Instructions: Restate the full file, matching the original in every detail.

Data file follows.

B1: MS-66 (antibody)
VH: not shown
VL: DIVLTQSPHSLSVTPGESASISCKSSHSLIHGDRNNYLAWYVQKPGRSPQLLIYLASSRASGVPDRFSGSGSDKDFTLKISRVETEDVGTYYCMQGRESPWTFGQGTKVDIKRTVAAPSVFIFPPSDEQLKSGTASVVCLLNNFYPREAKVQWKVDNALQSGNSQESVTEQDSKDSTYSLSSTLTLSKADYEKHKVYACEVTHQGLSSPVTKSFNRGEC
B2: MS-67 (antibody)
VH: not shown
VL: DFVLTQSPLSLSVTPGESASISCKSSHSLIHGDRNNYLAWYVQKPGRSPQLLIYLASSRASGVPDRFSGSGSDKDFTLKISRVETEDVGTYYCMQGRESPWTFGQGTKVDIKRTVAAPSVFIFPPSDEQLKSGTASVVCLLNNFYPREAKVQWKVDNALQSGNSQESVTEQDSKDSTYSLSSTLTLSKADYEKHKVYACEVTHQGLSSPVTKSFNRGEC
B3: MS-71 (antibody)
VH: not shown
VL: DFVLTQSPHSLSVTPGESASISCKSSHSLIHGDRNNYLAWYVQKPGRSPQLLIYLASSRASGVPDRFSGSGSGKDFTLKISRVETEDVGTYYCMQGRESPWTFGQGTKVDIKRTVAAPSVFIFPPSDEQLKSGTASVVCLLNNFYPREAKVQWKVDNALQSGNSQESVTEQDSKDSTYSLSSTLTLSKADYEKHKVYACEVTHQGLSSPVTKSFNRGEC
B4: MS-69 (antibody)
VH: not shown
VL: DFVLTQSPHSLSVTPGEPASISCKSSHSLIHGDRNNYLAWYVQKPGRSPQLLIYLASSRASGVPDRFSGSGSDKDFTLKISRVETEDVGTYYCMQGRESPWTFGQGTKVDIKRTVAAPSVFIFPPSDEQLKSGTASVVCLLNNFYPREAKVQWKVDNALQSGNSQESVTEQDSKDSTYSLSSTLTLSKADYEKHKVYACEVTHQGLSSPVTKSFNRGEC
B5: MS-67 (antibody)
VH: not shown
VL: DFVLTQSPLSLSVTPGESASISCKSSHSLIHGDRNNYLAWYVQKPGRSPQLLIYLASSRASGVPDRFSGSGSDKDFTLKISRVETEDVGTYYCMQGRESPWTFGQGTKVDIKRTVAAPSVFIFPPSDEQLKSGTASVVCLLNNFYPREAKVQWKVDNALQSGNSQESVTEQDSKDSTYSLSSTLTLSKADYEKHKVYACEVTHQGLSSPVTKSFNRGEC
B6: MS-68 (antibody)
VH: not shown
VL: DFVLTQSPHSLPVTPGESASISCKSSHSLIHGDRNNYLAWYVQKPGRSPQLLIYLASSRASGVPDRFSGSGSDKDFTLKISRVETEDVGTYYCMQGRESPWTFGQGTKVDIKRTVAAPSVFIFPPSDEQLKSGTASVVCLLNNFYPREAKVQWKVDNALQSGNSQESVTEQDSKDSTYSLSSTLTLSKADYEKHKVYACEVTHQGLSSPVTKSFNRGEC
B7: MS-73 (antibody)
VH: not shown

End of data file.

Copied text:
B1: MS-66 (antibody)
VH: not shown
VL: DIVLTQSPHSLSVTPGESASISCKSSHSLIHGDRNNYLAWYVQKPGRSPQLLIYLASSRASGVPDRFSGSGSDKDFTLKISRVETEDVGTYYCMQGRESPWTFGQGTKVDIKRTVAAPSVFIFPPSDEQLKSGTASVVCLLNNFYPREAKVQWKVDNALQSGNSQESVTEQDSKDSTYSLSSTLTLSKADYEKHKVYACEVTHQGLSSPVTKSFNRGEC
B2: MS-67 (antibody)
VH: not shown
VL: DFVLTQSPLSLSVTPGESASISCKSSHSLIHGDRNNYLAWYVQKPGRSPQLLIYLASSRASGVPDRFSGSGSDKDFTLKISRVETEDVGTYYCMQGRESPWTFGQGTKVDIKRTVAAPSVFIFPPSDEQLKSGTASVVCLLNNFYPREAKVQWKVDNALQSGNSQESVTEQDSKDSTYSLSSTLTLSKADYEKHKVYACEVTHQGLSSPVTKSFNRGEC
B3: MS-71 (antibody)
VH: not shown
VL: DFVLTQSPHSLSVTPGESASISCKSSHSLIHGDRNNYLAWYVQKPGRSPQLLIYLASSRASGVPDRFSGSGSGKDFTLKISRVETEDVGTYYCMQGRESPWTFGQGTKVDIKRTVAAPSVFIFPPSDEQLKSGTASVVCLLNNFYPREAKVQWKVDNALQSGNSQESVTEQDSKDSTYSLSSTLTLSKADYEKHKVYACEVTHQGLSSPVTKSFNRGEC
B4: MS-69 (antibody)
VH: not shown
VL: DFVLTQSPHSLSVTPGEPASISCKSSHSLIHGDRNNYLAWYVQKPGRSPQLLIYLASSRASGVPDRFSGSGSDKDFTLKISRVETEDVGTYYCMQGRESPWTFGQGTKVDIKRTVAAPSVFIFPPSDEQLKSGTASVVCLLNNFYPREAKVQWKVDNALQSGNSQESVTEQDSKDSTYSLSSTLTLSKADYEKHKVYACEVTHQGLSSPVTKSFNRGEC
B5: MS-67 (antibody)
VH: not shown
VL: DFVLTQSPLSLSVTPGESASISCKSSHSLIHGDRNNYLAWYVQKPGRSPQLLIYLASSRASGVPDRFSGSGSDKDFTLKISRVETEDVGTYYCMQGRESPWTFGQGTKVDIKRTVAAPSVFIFPPSDEQLKSGTASVVCLLNNFYPREAKVQWKVDNALQSGNSQESVTEQDSKDSTYSLSSTLTLSKADYEKHKVYACEVTHQGLSSPVTKSFNRGEC
B6: MS-68 (antibody)
VH: not shown
VL: DFVLTQSPHSLPVTPGESASISCKSSHSLIHGDRNNYLAWYVQKPGRSPQLLIYLASSRASGVPDRFSGSGSDKDFTLKISRVETEDVGTYYCMQGRESPWTFGQGTKVDIKRTVAAPSVFIFPPSDEQLKSGTASVVCLLNNFYPREAKVQWKVDNALQSGNSQESVTEQDSKDSTYSLSSTLTLSKADYEKHKVYACEVTHQGLSSPVTKSFNRGEC
B7: MS-73 (antibody)
VH: not shown